Colin M. Clay, PhD
Professor and Head
Office: W137 ARBL Building, Foothills Campus
I coordinate and teach in the second semester of the graduate course in Mammalian Physiology. I also teach sections of Metabolic Endocrinology, Mechanisms of Hormone Action and Animal Biotechnoloy. Finally, I teach an undergraduate course entitled Drugs and the Human Body.
Research Interests -- Molecular Regulation of the GnRH Receptor
The interaction of the hypothalamic peptide termed gonadotropin releasing hormone (GnRH) with specific receptors located on gonadotrope cells of the anterior pituitary gland represents a central point for regulation of reproductive function. One of our primary research goals is to define the molecular mechanisms underlying transcriptional regulation of the GnRHR gene. We have cloned the gene encoding the GnRHR and have found that cell-specific expression of this gene is mediated by a complex enhancer whose components include a binding site for the nuclear orphan receptor steroidogenic factor-1 (SF-1), a canonical AP-1 element, and an element we have termed the GnRH receptor activating sequence or GRAS. In addition to mediating cell-specific expression, this complex enhancer also integrates multiple endocrine inputs. First, AP-1 appears to be the operative element that mediates GnRH responsiveness of the GnRHR gene via MAPkinase mediated recruitment of Jun and Fos family members. Second, we have discovered that GRAS functionally co-localizes with activin regulation of the GnRHR gene promoter. Our most recent data suggests that GRAS represents a composite regulatory element whose functional activity is partially dependent on a distal binding site for members of the SMAD family of TGFb/activin signaling proteins. Much of our work depends on analyses of promoter function in permanent cell lines; however, when possible, we seek to expand our studies to a more physiological setting such as transgenic mice.
Our goals are to understand the GnRHR at both the genetic and protein level. Toward the latter, we have constructed functional GnRH receptors in which green fluorescent protein (GFP) and spectral variants of GFP are fused to the intracellular carboxyl terminus. These intrinsically fluorescent molecules have afforded us an opportunity to study the GnRH receptors as both an occupied and unoccupied receptor. For example, we have used fluorescence resonance energy transfer (FRET) to demonstrate that agonist but not antagonist induces self-association of GnRH receptors in the plasma membrane. We suggest that this self-association is a critical event preceding signal transduction by the G-protein coupled GnRHR. Based on more recent experiments we further suggest that agonist "driven" GnRHR self-association occurs in the context of discrete plasma membrane microdomains referred to as lipid rafts.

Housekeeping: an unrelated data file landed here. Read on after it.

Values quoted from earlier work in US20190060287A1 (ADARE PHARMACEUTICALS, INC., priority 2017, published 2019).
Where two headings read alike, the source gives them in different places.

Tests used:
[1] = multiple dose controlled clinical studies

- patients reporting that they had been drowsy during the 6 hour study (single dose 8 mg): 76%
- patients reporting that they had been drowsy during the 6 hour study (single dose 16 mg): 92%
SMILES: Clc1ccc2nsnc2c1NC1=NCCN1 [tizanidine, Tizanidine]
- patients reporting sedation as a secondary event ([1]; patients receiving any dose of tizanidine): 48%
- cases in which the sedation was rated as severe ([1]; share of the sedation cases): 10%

For additional information on current projects, consult the page on Hypothalamic and Pituitary Function.
Duval DL, Ellsworth BS, Clay CM. 1999. Is gonadotrope expression of the gonadotropin releasing hormone receptor gene mediated by autocrine/paracrine stimulation of an activin response element? Endocrinology 140:1949-1952.
Horvat RD, Roess DA, Nelson SE, Barisas BG, Clay CM. 2001. Binding of agonist but not antagonist leads to fluorescence resonance energy transfer between intrinsically fluorescent GnRH receptors. Mol Endocrinol 15:695-703.
Ellsworth BS, White BR, Burns AT, Cherrington BD, Otis AM, Clay CM. 2003. c-Jun-N-terminal nase (JNK) activation of AP-1 underlies homologous regulation of the gonadotropin-releasing hormone receptor gene. Endocrinology 144:839-849.
Ellsworth BS, Escudero KW, Duval DL, Nelson SE, Clay CM. 2003. The gonadotropin releasing hormone (GnRH) receptor activating sequence (GRAS) is a composite regulatory element that interacts with multiple classes of transcription factors including Smads, AP-1 and a forkhead DNA binding protein. Mol Cell Endocrinol 206:93-111.
Navratil AM, Bliss SP, Berghorn KA, Haughian JM, Farmerie TA, Graham JK, Clay CM, Roberson MS. 2003. Constitutive localization of the gonadotropin-releasing hormone (GnRH) receptor to low-density membrane microdomains is necessary for GnRH signaling to ERK. J Biol Chem 278:131593-131602.